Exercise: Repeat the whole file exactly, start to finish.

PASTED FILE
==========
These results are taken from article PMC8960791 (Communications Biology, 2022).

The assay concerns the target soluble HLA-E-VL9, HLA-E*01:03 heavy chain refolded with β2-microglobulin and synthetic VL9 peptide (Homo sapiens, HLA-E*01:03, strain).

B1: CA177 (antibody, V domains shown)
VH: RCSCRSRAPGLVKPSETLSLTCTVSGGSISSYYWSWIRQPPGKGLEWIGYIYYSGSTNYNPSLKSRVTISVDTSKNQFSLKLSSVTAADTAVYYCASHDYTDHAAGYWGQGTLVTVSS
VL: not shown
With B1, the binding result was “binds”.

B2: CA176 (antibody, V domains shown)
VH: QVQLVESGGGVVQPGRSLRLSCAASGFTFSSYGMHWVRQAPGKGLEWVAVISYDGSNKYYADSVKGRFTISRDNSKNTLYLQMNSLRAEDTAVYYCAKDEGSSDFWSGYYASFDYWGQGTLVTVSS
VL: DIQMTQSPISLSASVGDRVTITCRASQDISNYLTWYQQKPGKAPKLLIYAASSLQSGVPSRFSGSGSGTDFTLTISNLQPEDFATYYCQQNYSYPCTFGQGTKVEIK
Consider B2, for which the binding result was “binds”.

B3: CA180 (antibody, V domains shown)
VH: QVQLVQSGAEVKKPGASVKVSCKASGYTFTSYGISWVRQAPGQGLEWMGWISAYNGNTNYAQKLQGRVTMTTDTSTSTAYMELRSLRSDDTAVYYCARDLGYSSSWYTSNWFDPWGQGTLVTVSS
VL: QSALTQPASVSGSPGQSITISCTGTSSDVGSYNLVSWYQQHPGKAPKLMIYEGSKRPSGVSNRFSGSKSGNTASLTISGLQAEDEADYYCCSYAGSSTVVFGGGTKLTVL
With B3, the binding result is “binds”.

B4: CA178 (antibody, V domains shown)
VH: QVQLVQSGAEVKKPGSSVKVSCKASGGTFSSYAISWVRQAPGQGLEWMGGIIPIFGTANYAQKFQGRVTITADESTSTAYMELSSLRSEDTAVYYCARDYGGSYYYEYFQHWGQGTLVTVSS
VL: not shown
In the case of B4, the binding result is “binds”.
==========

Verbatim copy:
These results are taken from article PMC8960791 (Communications Biology, 2022).

The assay concerns the target soluble HLA-E-VL9, HLA-E*01:03 heavy chain refolded with β2-microglobulin and synthetic VL9 peptide (Homo sapiens, HLA-E*01:03, strain).

B1: CA177 (antibody, V domains shown)
VH: RCSCRSRAPGLVKPSETLSLTCTVSGGSISSYYWSWIRQPPGKGLEWIGYIYYSGSTNYNPSLKSRVTISVDTSKNQFSLKLSSVTAADTAVYYCASHDYTDHAAGYWGQGTLVTVSS
VL: not shown
With B1, the binding result was “binds”.

B2: CA176 (antibody, V domains shown)
VH: QVQLVESGGGVVQPGRSLRLSCAASGFTFSSYGMHWVRQAPGKGLEWVAVISYDGSNKYYADSVKGRFTISRDNSKNTLYLQMNSLRAEDTAVYYCAKDEGSSDFWSGYYASFDYWGQGTLVTVSS
VL: DIQMTQSPISLSASVGDRVTITCRASQDISNYLTWYQQKPGKAPKLLIYAASSLQSGVPSRFSGSGSGTDFTLTISNLQPEDFATYYCQQNYSYPCTFGQGTKVEIK
Consider B2, for which the binding result was “binds”.

B3: CA180 (antibody, V domains shown)
VH: QVQLVQSGAEVKKPGASVKVSCKASGYTFTSYGISWVRQAPGQGLEWMGWISAYNGNTNYAQKLQGRVTMTTDTSTSTAYMELRSLRSDDTAVYYCARDLGYSSSWYTSNWFDPWGQGTLVTVSS
VL: QSALTQPASVSGSPGQSITISCTGTSSDVGSYNLVSWYQQHPGKAPKLMIYEGSKRPSGVSNRFSGSKSGNTASLTISGLQAEDEADYYCCSYAGSSTVVFGGGTKLTVL
With B3, the binding result is “binds”.

B4: CA178 (antibody, V domains shown)
VH: QVQLVQSGAEVKKPGSSVKVSCKASGGTFSSYAISWVRQAPGQGLEWMGGIIPIFGTANYAQKFQGRVTITADESTSTAYMELSSLRSEDTAVYYCARDYGGSYYYEYFQHWGQGTLVTVSS
VL: not shown
In the case of B4, the binding result is “binds”.